A dead bird. The body of a recently-deceased homeless woman. A fluttering plastic bag. These are the things heralded in American Beauty as representing some of the most beautiful imagery in the world. Who's to argue? American Beauty pits two very different definitions of "beauty" one against another, the picture juxtaposing the flawed interpretation of "beauty" to mean only physical attraction, public prestige, wealth, and material goods against the definition that sees the natural state of things as the true definition of beauty in a world that seems wanting for something greater than the most basic and superficial of realities that seems to have taken hold and destroyed any appreciation for anything that exists beyond the vanity mirror or bank account. Certainly a dead body and a common plastic bag floating on a breeze won't match the most common definition of "beauty," but look closer, as the picture's tagline suggests: "beauty" may be defined as something that extends beyond physical limitations, as something that represents real peace, tranquility, or the natural order of things. In American Beauty, characters struggle to find the true beauty of their lives and instead focus on those things which can only enhance, but not define, truth and spiritual, emotional, and physical satisfaction. As the characters begin to find the "entire life behind things," they slowly piece together why their seemingly perfect magazine-cover lives aren't fulfilling them at a deeper level and why they're quickly unraveling at a superficial one. American Beauty basks in spiritual and psychological undertones that greatly enhance the meaning behind the story and accentuate the way Director Sam Mendes has so precisely crafted his picture.
Structurally, American Beauty looks and sounds marvelous and flows in perfect cadence with its underlying themes. The picture serves as an example of dark and complex themes structured around a bright visual scheme and lighter performances. Sam Mendes followed up American Beauty with Road to Perdition, an extraordinarily dark film noir that examines the bonds of family, the significance of devotion, and the physical and emotional pains of violence and justice, and through it all plays as a tale of self-discovery as seen through the eyes of Michael Sullivan, Jr. Likewise American Beauty is also a film of self-discovery, of redemption, and of understanding the differences between right and wrong and inner beauty and outer conformity -- this time as seen through the eyes of several lost characters -- but Mendes crafts the picture in a way that's the structural opposite of Road to Perdition while still finding the same thematic importance in defining both stories. Road to Perdition is an almost dishearteningly gloomy and rainy picture that sees its visually-brightest moments at picture's end when the lead characters come to either discover their true selves or learn that their fates will not be in vain. American Beauty paints its unwoven, uncertain, and in every way crumbling characters against an almost cheery, bright, and lively backdrop through much of the film. It's only when things get rainy, dark, and otherwise visually bleak do the characters begin to see their lives for what they are; find the faults in the way they've lived their lives; and come to terms with their own long-since buried selves, yearning to escape the superficialities that have come to define their existences. Mendes proves his worth as one of today's best filmmakers in the way he so magnificently paints both pictures as structural opposites but nevertheless captures many of the same ideas and themes in each.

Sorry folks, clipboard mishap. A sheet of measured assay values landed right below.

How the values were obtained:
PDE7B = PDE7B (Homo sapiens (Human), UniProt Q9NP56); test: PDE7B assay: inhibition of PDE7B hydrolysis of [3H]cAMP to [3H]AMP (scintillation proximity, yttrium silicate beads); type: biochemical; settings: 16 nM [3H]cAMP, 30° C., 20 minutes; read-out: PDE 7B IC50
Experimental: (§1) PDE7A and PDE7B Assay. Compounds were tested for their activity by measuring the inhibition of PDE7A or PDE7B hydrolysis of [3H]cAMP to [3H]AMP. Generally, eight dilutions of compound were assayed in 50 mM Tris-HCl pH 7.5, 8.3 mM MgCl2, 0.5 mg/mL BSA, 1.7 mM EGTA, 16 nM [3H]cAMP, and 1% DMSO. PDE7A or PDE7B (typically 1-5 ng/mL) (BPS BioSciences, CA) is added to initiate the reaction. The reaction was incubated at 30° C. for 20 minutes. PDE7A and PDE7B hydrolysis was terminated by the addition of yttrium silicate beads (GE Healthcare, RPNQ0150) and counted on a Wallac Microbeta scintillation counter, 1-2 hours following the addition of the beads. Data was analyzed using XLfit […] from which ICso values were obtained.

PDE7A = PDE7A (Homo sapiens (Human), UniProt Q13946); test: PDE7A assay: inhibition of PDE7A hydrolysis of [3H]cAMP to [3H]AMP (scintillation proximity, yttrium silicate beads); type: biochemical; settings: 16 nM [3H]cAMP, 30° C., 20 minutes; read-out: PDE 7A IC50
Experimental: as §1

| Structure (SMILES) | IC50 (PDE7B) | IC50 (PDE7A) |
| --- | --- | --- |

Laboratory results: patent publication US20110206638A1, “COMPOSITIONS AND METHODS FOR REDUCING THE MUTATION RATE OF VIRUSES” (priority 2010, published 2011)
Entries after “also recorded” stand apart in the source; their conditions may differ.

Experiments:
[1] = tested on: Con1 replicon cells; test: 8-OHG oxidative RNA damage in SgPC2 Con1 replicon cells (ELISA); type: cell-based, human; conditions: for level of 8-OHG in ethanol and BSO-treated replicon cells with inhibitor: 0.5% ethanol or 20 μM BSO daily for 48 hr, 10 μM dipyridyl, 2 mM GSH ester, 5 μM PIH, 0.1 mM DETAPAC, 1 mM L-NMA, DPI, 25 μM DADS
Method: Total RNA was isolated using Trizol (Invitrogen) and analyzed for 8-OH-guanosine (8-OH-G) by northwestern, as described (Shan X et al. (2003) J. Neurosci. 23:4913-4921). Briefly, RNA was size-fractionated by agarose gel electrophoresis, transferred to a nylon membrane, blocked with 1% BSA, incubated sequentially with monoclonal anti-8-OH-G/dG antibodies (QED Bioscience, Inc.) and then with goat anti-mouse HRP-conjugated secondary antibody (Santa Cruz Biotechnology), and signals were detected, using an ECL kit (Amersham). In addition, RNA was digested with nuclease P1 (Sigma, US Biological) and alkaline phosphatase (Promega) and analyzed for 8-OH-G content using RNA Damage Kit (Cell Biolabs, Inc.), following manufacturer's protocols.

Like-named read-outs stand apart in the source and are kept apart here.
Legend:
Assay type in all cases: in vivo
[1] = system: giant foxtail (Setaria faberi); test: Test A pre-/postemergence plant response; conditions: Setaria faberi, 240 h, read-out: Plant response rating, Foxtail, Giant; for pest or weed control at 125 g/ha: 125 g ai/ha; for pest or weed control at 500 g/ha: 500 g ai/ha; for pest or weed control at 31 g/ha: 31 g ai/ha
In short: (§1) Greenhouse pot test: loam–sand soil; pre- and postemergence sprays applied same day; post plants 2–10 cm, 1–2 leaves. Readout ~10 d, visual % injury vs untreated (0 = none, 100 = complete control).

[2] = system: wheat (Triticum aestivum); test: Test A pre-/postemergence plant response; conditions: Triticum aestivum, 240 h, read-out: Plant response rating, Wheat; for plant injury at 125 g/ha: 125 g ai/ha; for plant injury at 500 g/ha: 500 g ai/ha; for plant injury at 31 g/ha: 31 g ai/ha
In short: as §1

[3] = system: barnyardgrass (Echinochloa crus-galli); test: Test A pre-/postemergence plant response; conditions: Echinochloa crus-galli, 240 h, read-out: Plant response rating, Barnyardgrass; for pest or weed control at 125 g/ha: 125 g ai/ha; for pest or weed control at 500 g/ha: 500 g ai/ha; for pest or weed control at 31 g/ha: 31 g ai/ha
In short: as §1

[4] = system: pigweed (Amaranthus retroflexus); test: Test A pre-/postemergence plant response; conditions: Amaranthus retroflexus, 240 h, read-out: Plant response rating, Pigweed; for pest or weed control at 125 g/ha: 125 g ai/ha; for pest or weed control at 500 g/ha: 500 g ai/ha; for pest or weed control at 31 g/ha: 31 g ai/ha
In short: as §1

Finally, American Beauty features a superb cast that's up to the challenge of working with; embracing; understanding; and putting on display through several Oscar-winning, nominated, and deserving performances the story's ideas and thematic significance. The entirety of the cast seems to embrace the idea of portraying a collection of highly "dysfunctional" but in many ways "normally self-absorbed" characters. Is this, and are they, truly representations of today's society? Who can really know for sure what plays out behind any given door on any given street in any typical suburban setting, but suffice it to say that the cast displays an uncanny ability to effortlessly make viewers believe that they're really the characters they play and that, yes, this is life of the most fundamentally flawed, personally-absorbed, ignorant-to-the-world, everyday type. Kevin Spacey dazzles as the family patriarch experiencing personal disillusionment brought about by his mundane job and "yes dear" existence inside the home. Spacey does an incredible job of portraying a character with no purpose and no future who emotionally reverts back to his days as a hormonal 15-year-old teenager who wants to score with the prettiest girl in school in the back of his shiny new Firebird. Anette Bening is marvelously annoying in a fingernails-on-chalkboard sort of way as a career woman and mother whose personal and occupational lives are slowly circling the drain, even as she tries desperately to hold herself, her home, and her job up to some phony standard she's created in her own mind, no doubt influenced by the "me first" world in which she lives. Chris Cooper, however, steals the show as the homophobic ex-military father-next-door with his own little secret that's sure to shock every viewer. Ultimately, American Beauty's entire cast seamlessly integrates into a collective whole that features different people of different ages and different stages of life all looking for the same thing: themselves.